The Medical Laboratory Technology degree is designed for the student who desires training in medical laboratory technology. Upon completion of the program and certification, the student may seek a career as a medical laboratory technician in hospitals, doctors’ offices, health departments and private laboratories.
CVCC’s program is offered in cooperation with Centra. CVCC awards the A.A.S. degree and Centra maintains accreditation from the National Accrediting Agency for Clinical Laboratory Sciences (NAACLS), 5600 N. River Road, Suite 720, Rosemont, IL 60018.
MISSION, Goals & ENTRY-LEVEL Competencies
The mission of the Medical Laboratory Technology program is to provide qualified entry-level medical laboratory technicians for clinical laboratories. Graduates will participate as an essential member of the healthcare team and possess the entry-level competencies necessary to perform routine clinical laboratory tests in areas such as clinical chemistry, hematology, coagulation, immunology, immunohematology and transfusion medicine, microbiology, and urine and body fluid analysis in a variety of settings, such as hospital laboratories, private clinical laboratories, pharmaceutical companies, physicians' offices, health clinics, and physician treatment centers.
The MLT Program sets forth to meet the following goals:
- Instruct students academically and professionally to prepare them for a national certification exam, entry-level employment, and continuing education.
- Graduate individuals that are prepared to join the healthcare team as communicative, competent, and ethical professionals.
- Create an environment that promotes and fosters the student’s interest in the profession.
- Provide a quality program by continually assessing the Program’s outcomes and implementing changes as needed for quality improvement.
- Maintain the Program’s accreditation by meeting the standards of the National Accrediting Agency for Clinical Laboratory Sciences.
- Support Central Virginia Community College in maintaining the College’s accreditation by meeting the standards of the Southern Association of Colleges and Schools Commission on Colleges.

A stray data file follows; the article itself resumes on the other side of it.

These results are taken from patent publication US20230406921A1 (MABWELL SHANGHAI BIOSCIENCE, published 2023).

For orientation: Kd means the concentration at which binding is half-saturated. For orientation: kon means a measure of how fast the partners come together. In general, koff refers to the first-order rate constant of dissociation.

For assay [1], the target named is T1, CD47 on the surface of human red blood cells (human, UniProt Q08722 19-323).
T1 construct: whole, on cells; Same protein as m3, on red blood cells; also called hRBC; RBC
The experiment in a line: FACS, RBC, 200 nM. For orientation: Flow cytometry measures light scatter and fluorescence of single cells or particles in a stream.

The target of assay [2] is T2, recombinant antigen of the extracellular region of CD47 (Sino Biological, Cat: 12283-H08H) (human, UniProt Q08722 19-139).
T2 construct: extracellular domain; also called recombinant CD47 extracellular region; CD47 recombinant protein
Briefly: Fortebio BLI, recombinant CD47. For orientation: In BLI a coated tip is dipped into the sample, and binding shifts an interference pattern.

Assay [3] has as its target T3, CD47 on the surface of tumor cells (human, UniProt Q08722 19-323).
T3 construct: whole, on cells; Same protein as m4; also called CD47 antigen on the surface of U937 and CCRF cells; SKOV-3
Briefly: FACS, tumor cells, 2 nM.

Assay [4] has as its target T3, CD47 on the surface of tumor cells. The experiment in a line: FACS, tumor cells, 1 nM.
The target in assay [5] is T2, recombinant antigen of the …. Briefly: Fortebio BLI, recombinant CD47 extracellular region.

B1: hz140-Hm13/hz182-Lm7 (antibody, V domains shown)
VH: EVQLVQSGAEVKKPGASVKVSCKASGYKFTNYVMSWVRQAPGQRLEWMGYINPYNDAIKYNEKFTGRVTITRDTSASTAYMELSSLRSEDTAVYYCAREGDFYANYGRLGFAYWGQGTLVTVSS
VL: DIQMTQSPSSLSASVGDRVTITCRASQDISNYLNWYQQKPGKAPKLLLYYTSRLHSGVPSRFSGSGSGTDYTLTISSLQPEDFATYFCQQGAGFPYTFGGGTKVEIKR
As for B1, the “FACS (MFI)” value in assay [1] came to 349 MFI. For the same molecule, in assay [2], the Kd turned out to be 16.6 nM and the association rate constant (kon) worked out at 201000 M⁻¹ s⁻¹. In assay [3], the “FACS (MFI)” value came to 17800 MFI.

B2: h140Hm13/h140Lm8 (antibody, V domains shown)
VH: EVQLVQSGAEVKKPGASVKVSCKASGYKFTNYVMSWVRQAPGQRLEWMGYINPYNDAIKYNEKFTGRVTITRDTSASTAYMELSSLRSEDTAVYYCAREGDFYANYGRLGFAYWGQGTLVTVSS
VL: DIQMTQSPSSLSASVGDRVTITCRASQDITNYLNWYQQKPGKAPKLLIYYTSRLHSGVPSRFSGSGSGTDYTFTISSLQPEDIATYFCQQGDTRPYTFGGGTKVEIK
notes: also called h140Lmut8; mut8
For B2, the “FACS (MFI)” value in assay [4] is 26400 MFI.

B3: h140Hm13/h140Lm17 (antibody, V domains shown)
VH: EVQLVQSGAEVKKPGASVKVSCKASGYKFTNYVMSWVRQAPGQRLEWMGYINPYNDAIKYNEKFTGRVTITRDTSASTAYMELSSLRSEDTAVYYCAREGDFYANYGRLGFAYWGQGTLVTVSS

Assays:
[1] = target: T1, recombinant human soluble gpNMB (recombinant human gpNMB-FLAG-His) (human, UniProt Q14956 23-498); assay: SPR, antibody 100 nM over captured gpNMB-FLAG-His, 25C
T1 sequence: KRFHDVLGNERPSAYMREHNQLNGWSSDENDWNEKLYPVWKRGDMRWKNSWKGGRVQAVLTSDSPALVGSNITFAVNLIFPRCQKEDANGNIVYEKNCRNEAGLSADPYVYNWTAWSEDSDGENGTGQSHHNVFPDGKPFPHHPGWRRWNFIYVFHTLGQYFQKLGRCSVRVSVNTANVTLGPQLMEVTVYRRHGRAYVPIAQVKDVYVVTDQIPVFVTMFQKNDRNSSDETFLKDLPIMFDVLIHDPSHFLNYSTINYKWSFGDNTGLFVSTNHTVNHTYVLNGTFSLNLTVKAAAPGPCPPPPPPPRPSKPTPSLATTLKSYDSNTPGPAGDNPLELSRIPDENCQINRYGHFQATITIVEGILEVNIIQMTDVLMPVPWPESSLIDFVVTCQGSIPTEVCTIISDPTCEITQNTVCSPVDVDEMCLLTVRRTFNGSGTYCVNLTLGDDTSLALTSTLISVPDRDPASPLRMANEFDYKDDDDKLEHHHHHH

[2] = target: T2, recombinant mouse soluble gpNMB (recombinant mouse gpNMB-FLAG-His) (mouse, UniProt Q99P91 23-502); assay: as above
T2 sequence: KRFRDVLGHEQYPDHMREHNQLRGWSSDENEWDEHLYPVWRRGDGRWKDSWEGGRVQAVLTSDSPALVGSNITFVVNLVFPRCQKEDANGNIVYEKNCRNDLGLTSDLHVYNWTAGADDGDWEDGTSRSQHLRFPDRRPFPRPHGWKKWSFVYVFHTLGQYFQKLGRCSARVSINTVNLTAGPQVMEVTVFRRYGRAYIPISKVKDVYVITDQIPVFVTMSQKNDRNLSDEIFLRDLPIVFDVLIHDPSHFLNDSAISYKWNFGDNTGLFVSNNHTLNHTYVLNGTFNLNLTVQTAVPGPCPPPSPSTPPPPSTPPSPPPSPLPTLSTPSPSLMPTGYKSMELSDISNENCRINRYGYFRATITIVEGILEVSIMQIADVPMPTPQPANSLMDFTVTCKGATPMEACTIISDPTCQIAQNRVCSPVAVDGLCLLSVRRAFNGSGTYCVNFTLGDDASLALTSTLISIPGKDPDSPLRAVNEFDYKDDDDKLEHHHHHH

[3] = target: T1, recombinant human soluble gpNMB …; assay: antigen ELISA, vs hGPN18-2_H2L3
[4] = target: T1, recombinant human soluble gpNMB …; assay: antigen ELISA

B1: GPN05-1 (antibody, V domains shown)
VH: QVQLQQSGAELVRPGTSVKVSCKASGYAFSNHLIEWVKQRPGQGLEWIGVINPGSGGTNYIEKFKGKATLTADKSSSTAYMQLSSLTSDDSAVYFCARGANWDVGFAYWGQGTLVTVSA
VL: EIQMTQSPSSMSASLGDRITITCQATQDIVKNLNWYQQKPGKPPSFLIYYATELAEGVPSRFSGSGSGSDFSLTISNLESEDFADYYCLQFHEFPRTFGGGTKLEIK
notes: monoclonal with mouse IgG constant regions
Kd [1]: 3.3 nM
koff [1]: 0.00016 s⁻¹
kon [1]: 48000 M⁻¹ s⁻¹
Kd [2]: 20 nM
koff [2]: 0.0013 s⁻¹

Graduates of the MLT program will be able to perform the following entry-level competencies:
- Collect and process biological specimens for analysis; use predetermined criteria to make specimen-oriented decisions.
- Apply basic scientific principles and methodologies in learning new techniques and procedures.
- Perform analytical tests on blood, body fluids, tissues, and/or products, with the level of analysis ranging from waived testing to complex testing.
- Correlate the significance of test results to the diagnosis and treatment of patients.
- Recognize critical values and recognize pre-analytical, analytical, and post-analytical factors that influence procedures and test results; take appropriate actions within predetermined limits, when indicated.
- Perform and monitor quality control samples. Apply troubleshooting techniques when results fall outside of predetermined limits to solve the problem(s).
- Perform preventative and corrective maintenance on equipment and instruments and/or refer to appropriate sources for repairs.
- Comply with safety guidelines and institutional and governmental regulations that apply to laboratory personnel and operations.
- Demonstrate ethical and professional conduct and communication skills to extend to frequent interactions with laboratory colleagues, other members of the healthcare team, patients, and the public.
- Recognize the need for professional competence and act upon it through continuing education.
Technical Standards For Admission
Essential functions, also called technical standards, refer to the non-academic skills a student must possess, independently or with reasonable accommodations, to be successful in the program and the profession. Students should evaluate their abilities against the standards to make a sound career choice.
- Maneuver safely in patient care areas and in all parts of the laboratory, including around instruments.